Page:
Those are the basics, but what about the specifics? Here is a hole-by-hole guide for golfers of all skill levels to a course that should be on everyone’s must-play list in 2016. Yardages are from the black (second longest) and white (middle) tees to show how much of a difference there is, and keep in mind that it’s even longer from the purple tees:

No. 1, 547/496 yards, par-5: The ideal opening hole. Right from the start, you get an introduction to strategically placed fairway bunkers that you want to avoid if you’re going to score. But this dogleg left is pretty straightforward for a good player — it’s a birdie hole.

No. 2, 198/167 yards, par-3: Here’s your introduction to another feature of this course — optical illusions. The flagstick looks as if it’s too short, but that’s because the green is about 40 yards behind a big ridge. This is one object that’s farther away than it appears. Take an extra club. For example, if you’re thinking about hitting a 5-iron, go with the 4.

No. 3, 426/407 yards, par-4: The course is a nice mix of left-to-right and right-to-left drives, and this is the first one where a bit of a right turn on your ball is a good idea. Don’t be long on your shot to the green or you’re in the water.

No. 4, 151/143 yards, par-3: Sure to be one of the most photographed and memorable holes on the course. The green was moved to the right to bring the water more into play, and that plus a yawning bunker in front of the green makes this one of the most interesting shots of the day. Short hitters should aim left and use the path into the left side of the green.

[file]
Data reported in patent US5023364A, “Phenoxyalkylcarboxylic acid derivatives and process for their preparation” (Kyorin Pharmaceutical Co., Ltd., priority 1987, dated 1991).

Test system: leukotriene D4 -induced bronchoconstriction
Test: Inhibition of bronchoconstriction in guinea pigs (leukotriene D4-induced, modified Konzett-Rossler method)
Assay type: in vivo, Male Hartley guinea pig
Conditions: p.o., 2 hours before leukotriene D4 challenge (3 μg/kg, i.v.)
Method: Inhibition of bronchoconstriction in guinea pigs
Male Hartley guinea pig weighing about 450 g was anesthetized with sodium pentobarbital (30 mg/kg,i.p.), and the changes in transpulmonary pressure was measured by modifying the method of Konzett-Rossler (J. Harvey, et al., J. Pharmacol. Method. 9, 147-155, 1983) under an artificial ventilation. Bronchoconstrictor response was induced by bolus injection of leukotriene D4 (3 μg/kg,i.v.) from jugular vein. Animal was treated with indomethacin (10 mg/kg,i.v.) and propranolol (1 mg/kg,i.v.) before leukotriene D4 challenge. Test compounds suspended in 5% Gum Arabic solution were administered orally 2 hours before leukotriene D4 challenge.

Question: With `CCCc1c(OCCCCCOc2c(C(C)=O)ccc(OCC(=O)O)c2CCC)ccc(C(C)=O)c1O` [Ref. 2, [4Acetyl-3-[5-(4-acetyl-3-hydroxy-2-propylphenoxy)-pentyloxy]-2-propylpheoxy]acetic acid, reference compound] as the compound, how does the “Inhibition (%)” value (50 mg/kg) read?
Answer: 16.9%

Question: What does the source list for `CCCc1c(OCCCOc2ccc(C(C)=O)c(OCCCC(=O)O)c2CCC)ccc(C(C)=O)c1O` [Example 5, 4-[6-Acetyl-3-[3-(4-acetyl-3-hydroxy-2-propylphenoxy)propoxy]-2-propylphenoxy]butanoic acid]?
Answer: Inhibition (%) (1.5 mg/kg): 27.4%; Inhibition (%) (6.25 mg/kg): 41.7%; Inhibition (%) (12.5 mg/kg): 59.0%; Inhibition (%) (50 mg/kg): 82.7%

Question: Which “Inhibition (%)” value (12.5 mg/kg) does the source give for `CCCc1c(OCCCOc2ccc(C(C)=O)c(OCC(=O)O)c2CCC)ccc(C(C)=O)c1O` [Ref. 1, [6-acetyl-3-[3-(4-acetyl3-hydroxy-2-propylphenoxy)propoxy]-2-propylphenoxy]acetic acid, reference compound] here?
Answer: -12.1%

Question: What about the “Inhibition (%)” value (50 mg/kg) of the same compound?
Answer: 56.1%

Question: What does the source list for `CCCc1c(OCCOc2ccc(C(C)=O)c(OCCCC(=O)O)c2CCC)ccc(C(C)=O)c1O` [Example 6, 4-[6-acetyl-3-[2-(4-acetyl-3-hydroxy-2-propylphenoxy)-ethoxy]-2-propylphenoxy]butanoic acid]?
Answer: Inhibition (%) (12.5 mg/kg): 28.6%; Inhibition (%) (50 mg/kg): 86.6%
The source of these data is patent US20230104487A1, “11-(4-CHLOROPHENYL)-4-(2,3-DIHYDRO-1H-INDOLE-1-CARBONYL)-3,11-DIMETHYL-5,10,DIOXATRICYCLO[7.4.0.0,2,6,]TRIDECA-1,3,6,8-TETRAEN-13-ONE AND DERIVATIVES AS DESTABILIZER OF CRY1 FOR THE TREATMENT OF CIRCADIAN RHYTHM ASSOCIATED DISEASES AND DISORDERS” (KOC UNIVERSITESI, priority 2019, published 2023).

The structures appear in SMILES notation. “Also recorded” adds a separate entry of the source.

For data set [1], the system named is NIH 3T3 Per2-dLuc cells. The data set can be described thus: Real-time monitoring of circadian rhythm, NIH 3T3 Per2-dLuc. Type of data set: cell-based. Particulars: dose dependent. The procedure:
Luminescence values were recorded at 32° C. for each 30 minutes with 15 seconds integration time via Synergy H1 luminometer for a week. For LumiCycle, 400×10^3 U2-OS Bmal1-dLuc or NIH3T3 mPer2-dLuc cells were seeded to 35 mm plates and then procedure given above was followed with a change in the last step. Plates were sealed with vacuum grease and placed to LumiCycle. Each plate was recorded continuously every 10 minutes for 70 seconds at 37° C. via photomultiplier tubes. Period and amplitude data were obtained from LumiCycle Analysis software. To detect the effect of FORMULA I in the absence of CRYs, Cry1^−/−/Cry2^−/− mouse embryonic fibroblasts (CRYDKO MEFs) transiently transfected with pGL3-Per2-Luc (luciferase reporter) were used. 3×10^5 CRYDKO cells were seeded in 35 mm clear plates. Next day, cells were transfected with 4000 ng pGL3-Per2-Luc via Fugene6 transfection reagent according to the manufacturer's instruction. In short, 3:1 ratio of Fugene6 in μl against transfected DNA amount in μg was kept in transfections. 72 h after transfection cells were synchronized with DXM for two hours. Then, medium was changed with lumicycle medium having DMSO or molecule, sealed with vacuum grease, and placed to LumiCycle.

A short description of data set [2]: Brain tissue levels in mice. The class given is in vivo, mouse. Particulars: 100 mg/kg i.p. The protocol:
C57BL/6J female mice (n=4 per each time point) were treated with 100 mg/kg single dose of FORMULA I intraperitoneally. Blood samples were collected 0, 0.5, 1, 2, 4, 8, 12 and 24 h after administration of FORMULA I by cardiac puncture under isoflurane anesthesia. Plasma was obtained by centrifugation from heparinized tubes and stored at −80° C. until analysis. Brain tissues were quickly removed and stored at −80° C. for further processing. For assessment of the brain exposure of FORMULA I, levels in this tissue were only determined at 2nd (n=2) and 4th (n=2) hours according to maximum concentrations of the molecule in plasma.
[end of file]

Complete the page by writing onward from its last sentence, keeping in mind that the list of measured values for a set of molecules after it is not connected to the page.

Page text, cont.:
No. 5, 337/310 yards, par-4: A new trend in golf course design is the occasional short par-4 that’s reachable from the tee, and this is the first of a pair of them at GCU Golf Course. The only trouble is the bunkers, so the reward outweighs the risk. But watch out for a green that gets skinny in front and in back.

fourth hole

The tee shot on the par-3 fourth hole will have to clear the water to reach a well-protected green. (Photo by Darryl Webb)

No. 6, 365/336 yards, par-4: The fairway bunker on this dogleg right can be cleared by a decent drive from the middle tee, leaving you a wedge in. But don’t hit your tee ball through the fairway or you might reach the water on the left.

No. 7, 386/348 yards, par-4: How you play this hole depends on what tee you’re using. From the whites, the bunkers across the fairway are reachable for a big hitter. From the back tee, you probably can’t get there. Left of the green is a valley of sin that requires some creativity, such as a bump-and-run, to get a chip shot to stay on the green.

No. 8, 426/373 yards, par-4: Just a long, solid dogleg right — the kind of hole every course needs. Not one of the most memorable holes out there, but not an easy par, either. Which is just as well, because then comes …

… No. 9, 513/468 yards, par-5: Lots to love about this hole. There’s the drive, which presents another optical illusion — the bunkers look as if they’re one after another as you stand on the tee, but when you get up there you can see that once you clear the first bunker, the rest of the sand is down the fairway and the seemingly tight hole opens up. The green, reachable in two with a big drive, is an amphitheater-like setting in front of the clubhouse. But if you go long your ball could be bouncing into someone’s salad at the clubhouse restaurant.